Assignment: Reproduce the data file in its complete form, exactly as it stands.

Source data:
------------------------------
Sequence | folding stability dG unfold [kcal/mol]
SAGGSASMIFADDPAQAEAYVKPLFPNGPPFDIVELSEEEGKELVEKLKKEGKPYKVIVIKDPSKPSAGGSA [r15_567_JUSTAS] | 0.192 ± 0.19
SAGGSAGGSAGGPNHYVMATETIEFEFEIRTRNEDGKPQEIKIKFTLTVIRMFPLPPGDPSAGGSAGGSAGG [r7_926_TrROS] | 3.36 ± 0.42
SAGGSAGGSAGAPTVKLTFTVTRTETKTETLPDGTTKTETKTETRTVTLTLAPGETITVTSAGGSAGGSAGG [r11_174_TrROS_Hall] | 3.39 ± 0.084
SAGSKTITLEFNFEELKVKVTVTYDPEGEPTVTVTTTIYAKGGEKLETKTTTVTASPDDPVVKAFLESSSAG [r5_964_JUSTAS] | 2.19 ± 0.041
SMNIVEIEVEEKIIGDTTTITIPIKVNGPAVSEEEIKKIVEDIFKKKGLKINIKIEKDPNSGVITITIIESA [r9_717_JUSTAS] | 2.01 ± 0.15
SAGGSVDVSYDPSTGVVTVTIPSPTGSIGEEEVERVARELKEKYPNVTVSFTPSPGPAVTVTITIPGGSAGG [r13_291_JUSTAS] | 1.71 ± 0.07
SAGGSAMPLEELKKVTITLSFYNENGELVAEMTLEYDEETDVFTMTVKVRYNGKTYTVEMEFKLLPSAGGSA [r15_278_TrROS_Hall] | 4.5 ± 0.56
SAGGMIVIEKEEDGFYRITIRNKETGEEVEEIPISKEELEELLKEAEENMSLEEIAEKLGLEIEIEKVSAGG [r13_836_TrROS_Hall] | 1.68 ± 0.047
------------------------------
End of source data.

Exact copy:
Sequence | folding stability dG unfold [kcal/mol]
SAGGSASMIFADDPAQAEAYVKPLFPNGPPFDIVELSEEEGKELVEKLKKEGKPYKVIVIKDPSKPSAGGSA [r15_567_JUSTAS] | 0.192 ± 0.19
SAGGSAGGSAGGPNHYVMATETIEFEFEIRTRNEDGKPQEIKIKFTLTVIRMFPLPPGDPSAGGSAGGSAGG [r7_926_TrROS] | 3.36 ± 0.42
SAGGSAGGSAGAPTVKLTFTVTRTETKTETLPDGTTKTETKTETRTVTLTLAPGETITVTSAGGSAGGSAGG [r11_174_TrROS_Hall] | 3.39 ± 0.084
SAGSKTITLEFNFEELKVKVTVTYDPEGEPTVTVTTTIYAKGGEKLETKTTTVTASPDDPVVKAFLESSSAG [r5_964_JUSTAS] | 2.19 ± 0.041
SMNIVEIEVEEKIIGDTTTITIPIKVNGPAVSEEEIKKIVEDIFKKKGLKINIKIEKDPNSGVITITIIESA [r9_717_JUSTAS] | 2.01 ± 0.15
SAGGSVDVSYDPSTGVVTVTIPSPTGSIGEEEVERVARELKEKYPNVTVSFTPSPGPAVTVTITIPGGSAGG [r13_291_JUSTAS] | 1.71 ± 0.07
SAGGSAMPLEELKKVTITLSFYNENGELVAEMTLEYDEETDVFTMTVKVRYNGKTYTVEMEFKLLPSAGGSA [r15_278_TrROS_Hall] | 4.5 ± 0.56
SAGGMIVIEKEEDGFYRITIRNKETGEEVEEIPISKEELEELLKEAEENMSLEEIAEKLGLEIEIEKVSAGG [r13_836_TrROS_Hall] | 1.68 ± 0.047